I’m not going to judge how you like to keep in digital touch with your partner(s? oh, heey playa!) but whether or not you’re sending private parts electronically, you might want to keep some bits private. Not turning your phone into a peepshow is the most secure solution but since half of you are already sexting, here’s what you can do to prevent unintended leakage.
Basic Phone Security
First of all enable a lock screen passcode for your phone (here’s how on Android and iOS). Because lock screen passcodes are a dubious protection measure at best and given that most countries can legally require you to give up passwords at customs, you’ll need to go deeper. Both free apps Private Photo Vault (iOS) and Gallery Lock (Android) have stealth modes that can hide evidence of secure picture folders when you enter in a decoy password. (Laptop users can enable the same protection using Truecrypt hidden folders.)
Don’t Get Sunk By Syncing
There are a lot of famous boobs online because of iCloud, Apple’s service which syncs photos taken on an iPhone to its servers. Android devices have a similar feature, which in theory is supposed to be hassle-free way to backup pictures you take. The Internet is not a good place to store anything you hope to keep remotely private so with a few clicks disable photo syncing.
- How To Keep Your Phone From Syncing Photos To The Cloud – Gizmodo’s got a quick rundown for both iOS and Android devices.
Digital clouds aren’t inherently risky, in fact there’s a good way cloud services can be used to protect your privacy, particularly if you lose physical contact with your hardware.
- Remote Wipe Your Phone – Setting up the iOS built-in feature Find My Phone lets you wipe your Apple devices if they’re lost or stolen (here’s how) using iCloud and Google has a similar capability for Android.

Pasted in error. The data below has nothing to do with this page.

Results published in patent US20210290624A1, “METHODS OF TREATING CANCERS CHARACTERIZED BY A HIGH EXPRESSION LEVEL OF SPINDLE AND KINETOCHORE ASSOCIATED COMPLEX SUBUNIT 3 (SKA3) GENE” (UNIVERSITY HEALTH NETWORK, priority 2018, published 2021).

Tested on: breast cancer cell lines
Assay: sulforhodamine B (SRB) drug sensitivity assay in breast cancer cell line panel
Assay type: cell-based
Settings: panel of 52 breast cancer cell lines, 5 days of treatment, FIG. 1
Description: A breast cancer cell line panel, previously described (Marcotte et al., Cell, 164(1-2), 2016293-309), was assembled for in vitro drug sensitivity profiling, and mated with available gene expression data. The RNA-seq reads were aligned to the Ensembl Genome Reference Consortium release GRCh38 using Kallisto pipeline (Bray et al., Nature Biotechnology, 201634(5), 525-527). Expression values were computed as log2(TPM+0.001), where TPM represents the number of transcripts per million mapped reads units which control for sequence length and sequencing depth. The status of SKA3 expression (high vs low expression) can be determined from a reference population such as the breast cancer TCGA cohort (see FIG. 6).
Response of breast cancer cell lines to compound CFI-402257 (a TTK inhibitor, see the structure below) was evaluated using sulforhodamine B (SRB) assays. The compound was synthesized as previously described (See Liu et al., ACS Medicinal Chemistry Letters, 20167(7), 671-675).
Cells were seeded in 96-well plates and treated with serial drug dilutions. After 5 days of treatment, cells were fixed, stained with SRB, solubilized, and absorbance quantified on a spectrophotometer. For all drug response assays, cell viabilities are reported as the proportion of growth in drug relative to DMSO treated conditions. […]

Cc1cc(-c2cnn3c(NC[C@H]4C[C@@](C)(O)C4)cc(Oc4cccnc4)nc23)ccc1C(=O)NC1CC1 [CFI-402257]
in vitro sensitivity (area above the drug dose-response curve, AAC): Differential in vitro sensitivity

Also, keep in mind although we’re talking phones here, almost all of the advice in this post applies to tablets as well.
The Internet Is Big, Here’s How To Use It
Don’t get kinky with social media. Seriously, don’t. Not with Facebook’s new Messenger app you might be freaking out about, Twitter, Instagram… you get it.
- Snapchat Is Not Secure – Nothing completely is but the social media company’s recent settlement with the Federal Trade Commission highlighted many privacy features that were exaggerated.
Still, any service you use to send digital content requires a degree of trust with the provider. (Not to mention the person who’s on the receiving end of your sexiness.) In any case travelers especially should take some basic precautions to protect communications from the NSA and lock down your laptop as all of your digital property is vulnerable when crossing international borders – cloud or no cloud.
You are aware that the TrueCrypt development has been officially terminated late May 2014?! See http://en.wikipedia.org/wiki/TrueCrypt, TrueCrypt.org is closed down, redirecting to sourceforge.net.
Yes, I am aware of it. In this case it’s mentioned for its hidden folder feature from an older post I had written.
Great post, Anil!
What about phone security for Windows phones? Got any apps etc that work well?
Thanks Nora. There’s some promise in Chadder, though I’d wait to see a bit more from them:
and Privatext has said they’re working on a Windows version:
But offerings are certainly less at the moment as far as security apps go.